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Success of Market Avenue pop-up park shows need for green space

As soon as officials with Ohio City Incorporated (OCI) began pulling furniture off the truck earlier this month, the crowds started to gather. By the time they were finished, the new Market Avenue pop-up park was bustling with activity, and it hasn’t stopped since.

“They were pulling picnic tables off the truck when a group just came and sat down to eat lunch,” says Ashley Shaw, OCI’s director of neighborhood planning and economic development. “The park was full as soon as we got the turf down and put the picnic tables down.”

The new pop-up park, which planners are calling Market Avenue West, now boasts kid-sized furniture, bright blue plastic Adirondack chairs, café tables and chairs, large wooden dice, and corn hole boards set up for anyone to stop by and enjoy the sights and sounds of summer in Ohio City. The street is blocked off by bike corrals at either end. The bike stations and much of the furniture were lent to the city through NOACA’s Street Supplies program.

The green space is part of a recent parkland renaissance in Cleveland, though of course, much more work is needed to bring the city up to par. Cleveland is ranked 35th in parkland among major U.S. cities according to the Trust for Public Land’s 2019 Parkscore rating.

The pop-up park opened on Monday, July 1 and will remain open at least through October 1, says Shaw, as a trial run to see if the city should permanently close Market Avenue between W. 24th and W. 26th Streets.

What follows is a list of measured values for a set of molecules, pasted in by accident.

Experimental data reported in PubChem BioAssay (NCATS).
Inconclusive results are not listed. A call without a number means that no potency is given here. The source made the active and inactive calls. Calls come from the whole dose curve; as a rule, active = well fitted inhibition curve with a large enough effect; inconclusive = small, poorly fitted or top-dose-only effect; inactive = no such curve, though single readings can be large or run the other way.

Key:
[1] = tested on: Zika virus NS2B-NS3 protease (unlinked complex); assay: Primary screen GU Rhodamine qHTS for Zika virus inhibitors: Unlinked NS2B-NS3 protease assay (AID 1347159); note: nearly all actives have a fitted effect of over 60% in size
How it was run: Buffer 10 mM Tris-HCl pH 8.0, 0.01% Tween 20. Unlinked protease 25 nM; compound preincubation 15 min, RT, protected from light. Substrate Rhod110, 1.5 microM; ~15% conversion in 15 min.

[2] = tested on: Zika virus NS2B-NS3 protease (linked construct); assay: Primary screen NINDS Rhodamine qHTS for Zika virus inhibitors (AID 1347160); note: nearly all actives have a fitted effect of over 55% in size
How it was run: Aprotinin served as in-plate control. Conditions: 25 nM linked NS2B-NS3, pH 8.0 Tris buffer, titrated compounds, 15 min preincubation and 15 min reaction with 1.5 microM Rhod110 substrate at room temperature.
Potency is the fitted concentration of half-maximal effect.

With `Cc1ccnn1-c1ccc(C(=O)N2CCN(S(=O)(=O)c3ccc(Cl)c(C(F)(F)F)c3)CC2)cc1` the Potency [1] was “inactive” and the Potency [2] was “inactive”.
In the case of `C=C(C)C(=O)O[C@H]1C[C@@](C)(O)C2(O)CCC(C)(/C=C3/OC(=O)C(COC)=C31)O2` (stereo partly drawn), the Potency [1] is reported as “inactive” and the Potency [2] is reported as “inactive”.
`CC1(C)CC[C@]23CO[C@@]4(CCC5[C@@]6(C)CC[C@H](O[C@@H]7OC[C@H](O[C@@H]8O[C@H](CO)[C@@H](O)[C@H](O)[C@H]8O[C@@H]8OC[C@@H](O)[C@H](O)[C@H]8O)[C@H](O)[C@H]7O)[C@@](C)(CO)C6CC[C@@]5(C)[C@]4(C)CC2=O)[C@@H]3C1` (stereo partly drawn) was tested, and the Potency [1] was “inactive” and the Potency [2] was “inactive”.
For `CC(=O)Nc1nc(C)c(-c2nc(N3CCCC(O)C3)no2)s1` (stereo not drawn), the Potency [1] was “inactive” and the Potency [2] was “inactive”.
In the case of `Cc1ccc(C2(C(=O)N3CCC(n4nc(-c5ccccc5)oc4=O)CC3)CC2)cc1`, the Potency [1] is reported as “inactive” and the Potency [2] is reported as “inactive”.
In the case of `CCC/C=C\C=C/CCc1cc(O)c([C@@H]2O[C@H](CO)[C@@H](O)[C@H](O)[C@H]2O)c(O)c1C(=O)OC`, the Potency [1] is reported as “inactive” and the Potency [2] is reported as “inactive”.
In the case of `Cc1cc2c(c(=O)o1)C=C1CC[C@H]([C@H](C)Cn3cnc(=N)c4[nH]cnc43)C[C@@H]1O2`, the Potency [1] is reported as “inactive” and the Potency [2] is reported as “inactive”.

Shaw says they have talked about blocking off the street periodically over the past 10 years, especially with the 2011 renovation of Market Square Park. This year, she says they decided to go ahead and try it with temporary closure permits.

Part of the goal was to create green space in the neighborhood. The plan seems to have worked. “We have families constantly sitting on tables and chairs, sitting on the turf,” says Shaw. “It shows us people are pining for green space.”

Since the area is free from the clutter that normally fills Ohio City sidewalks, Shaw says she’s also seen many people using wheelchairs and strollers take advantage of the park. “We want this to be an inclusive space,” says Shaw, adding that she’s seen kids playing in the park area while parents dine on the patios of nearby Flying Fig or Great Lakes Brewing Company.

Shaw says they will spend the summer evaluating whether the space warrants a permanent park installation next year. OCI is working with LAND Studio on a vision of what a permanent park should look like.

In the meantime, Shaw says plans are in the works for another park—deemed Market Avenue East—between W. 25th Street and W. 24th Place by Market Garden Brewery. She says they hope to install a mural and lighting sometime this summer, as well as new signage for the crosswalk on Lorain Avenue. All three components—Market Avenue West, Market Avenue East, and the crosswalk—will be a part of the permanent vision Ohio City Incorporated and LAND Studio are working on.

They are also collecting data via social media channels and people who tag #PlayOnMarket and Ohio City during their visits. Time lapse cameras installed at the park also track how people are using the space.

“We’re blown away by how many people are using it,” Shaw says. “People are coming from all over.”

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